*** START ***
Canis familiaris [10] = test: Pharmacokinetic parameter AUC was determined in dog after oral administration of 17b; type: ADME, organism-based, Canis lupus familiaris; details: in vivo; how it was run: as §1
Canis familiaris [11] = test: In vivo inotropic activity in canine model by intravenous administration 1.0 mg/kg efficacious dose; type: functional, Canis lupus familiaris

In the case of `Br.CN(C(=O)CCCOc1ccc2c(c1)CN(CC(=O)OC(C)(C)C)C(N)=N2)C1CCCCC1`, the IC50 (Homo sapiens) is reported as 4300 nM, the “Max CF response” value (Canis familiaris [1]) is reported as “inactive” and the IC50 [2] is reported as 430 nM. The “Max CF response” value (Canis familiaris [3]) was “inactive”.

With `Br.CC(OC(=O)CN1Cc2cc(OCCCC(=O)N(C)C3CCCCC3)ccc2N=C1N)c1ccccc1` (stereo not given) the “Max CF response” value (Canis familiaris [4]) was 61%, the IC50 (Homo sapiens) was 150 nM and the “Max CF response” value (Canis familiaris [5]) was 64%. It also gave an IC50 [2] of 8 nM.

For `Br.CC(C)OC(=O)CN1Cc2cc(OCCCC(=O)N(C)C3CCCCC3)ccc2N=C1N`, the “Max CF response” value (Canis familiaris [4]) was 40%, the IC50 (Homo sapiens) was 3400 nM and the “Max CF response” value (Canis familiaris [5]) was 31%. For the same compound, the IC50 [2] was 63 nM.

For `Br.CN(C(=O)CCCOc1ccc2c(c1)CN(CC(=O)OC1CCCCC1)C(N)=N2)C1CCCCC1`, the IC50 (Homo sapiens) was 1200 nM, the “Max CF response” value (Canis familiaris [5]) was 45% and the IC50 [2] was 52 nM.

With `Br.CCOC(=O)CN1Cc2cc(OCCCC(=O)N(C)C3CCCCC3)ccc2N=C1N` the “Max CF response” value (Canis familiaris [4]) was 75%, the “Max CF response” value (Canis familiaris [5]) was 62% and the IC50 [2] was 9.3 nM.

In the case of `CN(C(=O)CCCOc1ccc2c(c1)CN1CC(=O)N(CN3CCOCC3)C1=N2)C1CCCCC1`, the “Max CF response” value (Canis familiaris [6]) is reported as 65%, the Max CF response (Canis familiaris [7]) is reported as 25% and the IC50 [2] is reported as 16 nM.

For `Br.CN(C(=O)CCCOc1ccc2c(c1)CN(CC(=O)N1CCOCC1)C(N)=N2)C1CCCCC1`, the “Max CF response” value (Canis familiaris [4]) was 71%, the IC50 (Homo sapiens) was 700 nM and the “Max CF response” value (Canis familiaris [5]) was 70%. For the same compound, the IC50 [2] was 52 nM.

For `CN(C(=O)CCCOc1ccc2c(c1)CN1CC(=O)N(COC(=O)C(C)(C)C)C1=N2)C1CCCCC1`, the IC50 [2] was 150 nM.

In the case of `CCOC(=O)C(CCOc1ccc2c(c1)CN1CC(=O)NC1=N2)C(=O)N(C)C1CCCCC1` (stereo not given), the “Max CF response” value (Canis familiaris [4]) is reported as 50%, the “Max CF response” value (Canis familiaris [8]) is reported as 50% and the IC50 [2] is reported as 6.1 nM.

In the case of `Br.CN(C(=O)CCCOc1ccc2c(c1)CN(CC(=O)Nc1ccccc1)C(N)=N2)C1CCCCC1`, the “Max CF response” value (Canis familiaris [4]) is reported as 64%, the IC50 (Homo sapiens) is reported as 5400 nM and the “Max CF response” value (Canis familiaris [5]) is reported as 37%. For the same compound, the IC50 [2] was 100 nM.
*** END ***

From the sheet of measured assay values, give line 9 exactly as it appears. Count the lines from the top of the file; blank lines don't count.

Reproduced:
For `Br.CN(C(=O)CCCOc1ccc2c(c1)CN(CC(=O)N1CCOCC1)C(N)=N2)C1CCCCC1`, the “Max CF response” value (Canis familiaris [4]) was 71%, the IC50 (Homo sapiens) was 700 nM and the “Max CF response” value (Canis familiaris [5]) was 70%. For the same compound, the IC50 [2] was 52 nM.